- Acting of Lead Performers
- Acting of Supporting Cast
- Music Score
- Title Sequence
- Historical Importance
- Would You Recommend?
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response to previous review
- kevin sellers
Thanks Don for the interesting if depressing info on this alluring actress. Surprised the Coen Bros. haven't made a bio pic with Natalie Portman.
jean brooks, the eighth victim
- don letta
Kevin Sellers was intrigued by Jean Brooks...I too, found her few performances well done (Leopard Man), and wondered why she never made it to stardom. She had the looks and ability, but alas, she had emotional problems possibly caused by being stick in low budget films for her short career. She was found dead from starvation and acute alcoholism in Las Vegas, still in her thirties. Yet another tragic Hollywood story.
7th victim addendum
- kevin sellers
I just looked Tom Conway up and found the explanation for the "George Sanders type sneer," in his voice; namely, that Sanders was Conway's sibling. Apparently, both brothers were pretty messed up in the private life dept. Good actors, though, especially when called upon to be sardonic.
- kevin sellers
As long as you can suspend the ol disbelief, and not ask too many questions regarding De Witt Bodeen and Charles O'Neal's silly screenplay (like how the absurdly naive Kim Hunter wouldn't have had at least a slight suspicion that her death obsessed sister, Jacqueline, who raised her, was, you know, a trifle WEIRD) you can have a good time with this eerie Val Lewton/Mark Robson horror/noir. Some of the performances are quite effective. I love Tom Conway as the anti devil worshiping shrink. He's a good guy, but with a George Sanders type sneer in his voice that is also redolent of a bad guy. Viva la ambiguity! And Jean Brooks, with her Cleopatra hair, disembodied voice, and admission that she has always wanted to die, evokes both pity and revulsion. (First time I've seen this actress. I'll definitely try to catch her in other things.) Also, there are certain touches, like a menacing shower scene that is even creepier than the one in "Psycho," and the dying woman who is so intent on her last evening out on the town that she misses the snap/ thud sound of Jacqueline hanging herself, that make this film linger in the mind. Give it a B plus.(Story's just too ludicrous for an A.) P.S. I know he made this movie fifteen years prior to "Beaver," but it's disconcerting to see Ward Cleaver (i.e. Hugh Beaumont) in the shadowy world of noir. You keep expecting him to show up in a cardigan sweater, pipe and a newspaper, dispensing fatherly advice.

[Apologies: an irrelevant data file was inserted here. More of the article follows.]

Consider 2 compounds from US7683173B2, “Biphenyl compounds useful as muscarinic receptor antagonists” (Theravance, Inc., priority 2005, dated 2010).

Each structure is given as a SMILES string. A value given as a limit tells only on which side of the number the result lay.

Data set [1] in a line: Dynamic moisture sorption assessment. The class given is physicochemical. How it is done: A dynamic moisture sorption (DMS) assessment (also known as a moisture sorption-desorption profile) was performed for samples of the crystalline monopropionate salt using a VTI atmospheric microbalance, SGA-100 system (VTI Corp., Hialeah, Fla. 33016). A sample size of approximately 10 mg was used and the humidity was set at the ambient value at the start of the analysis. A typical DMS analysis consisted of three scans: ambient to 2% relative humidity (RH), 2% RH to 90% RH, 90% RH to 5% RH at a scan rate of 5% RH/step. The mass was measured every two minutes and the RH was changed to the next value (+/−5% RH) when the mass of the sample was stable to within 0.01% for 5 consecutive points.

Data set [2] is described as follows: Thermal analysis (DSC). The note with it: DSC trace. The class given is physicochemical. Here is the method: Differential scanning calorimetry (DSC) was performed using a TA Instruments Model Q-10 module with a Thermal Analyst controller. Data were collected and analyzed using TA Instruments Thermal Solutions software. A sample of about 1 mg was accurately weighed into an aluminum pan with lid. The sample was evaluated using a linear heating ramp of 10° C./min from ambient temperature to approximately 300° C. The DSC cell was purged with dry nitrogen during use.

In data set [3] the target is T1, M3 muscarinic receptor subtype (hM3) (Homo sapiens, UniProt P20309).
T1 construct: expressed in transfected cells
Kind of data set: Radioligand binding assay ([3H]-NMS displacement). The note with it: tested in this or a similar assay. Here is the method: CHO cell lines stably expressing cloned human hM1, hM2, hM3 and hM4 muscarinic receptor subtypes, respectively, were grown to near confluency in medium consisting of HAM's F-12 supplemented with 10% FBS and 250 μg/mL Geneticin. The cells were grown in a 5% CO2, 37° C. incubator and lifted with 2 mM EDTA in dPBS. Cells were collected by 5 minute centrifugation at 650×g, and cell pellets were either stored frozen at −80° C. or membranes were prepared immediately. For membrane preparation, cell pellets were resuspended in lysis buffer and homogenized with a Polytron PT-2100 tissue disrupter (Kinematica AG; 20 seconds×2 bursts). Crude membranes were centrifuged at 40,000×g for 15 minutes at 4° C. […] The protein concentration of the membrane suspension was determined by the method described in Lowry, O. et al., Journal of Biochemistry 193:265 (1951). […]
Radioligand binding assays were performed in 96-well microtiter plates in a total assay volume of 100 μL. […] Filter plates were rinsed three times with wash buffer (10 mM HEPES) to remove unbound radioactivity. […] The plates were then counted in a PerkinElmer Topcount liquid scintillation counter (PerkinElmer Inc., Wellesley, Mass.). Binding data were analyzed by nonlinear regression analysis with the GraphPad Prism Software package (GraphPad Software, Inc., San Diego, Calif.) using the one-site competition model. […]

Enjoyable Surprise,Just In Time For Halloween
Like this film very much.Even better than The Window w/Bobby Driscoll
The Seventh Victim
An eerie, surprisingly modern thriller from producer Lewton. Hunter is a nave orphan who goes to Greenwich Village to find her missing sister, who is involved with Satanist. Lewton has stated this as his favourite film and director Robson has a lot of suspenseful scenes, like when two men try to pass a corpse as a drunk, but it's doesn't have the same creepy, menacing atmosphere as "Cat People." A fine thriller that's worth seeing come Halloween. I give it a 3.5/5.
Barbi Hale surprise
I got immediately hooked. Normally I would have been watching Perry Mason but am vacationing at an inn without Me-TV. (Of course, as long as I have TCM I can live without any other TV.) I was hoping to fall asleep so I could rise early and watch Barbi Hale in the wonderful cult classic noir The Window, when who pops up on the screen in one of her very first appearances as, essentially, an extra? A 21 year old Miss Hale looking adorable! So not only is this movie entertaining in it's own right but it has the added benefit of the iconic Della Street and Igave it an extra half star for this! In the next two years she appeared in two Falcon movies with one of the stars of this movie, Tom Conway. Fun!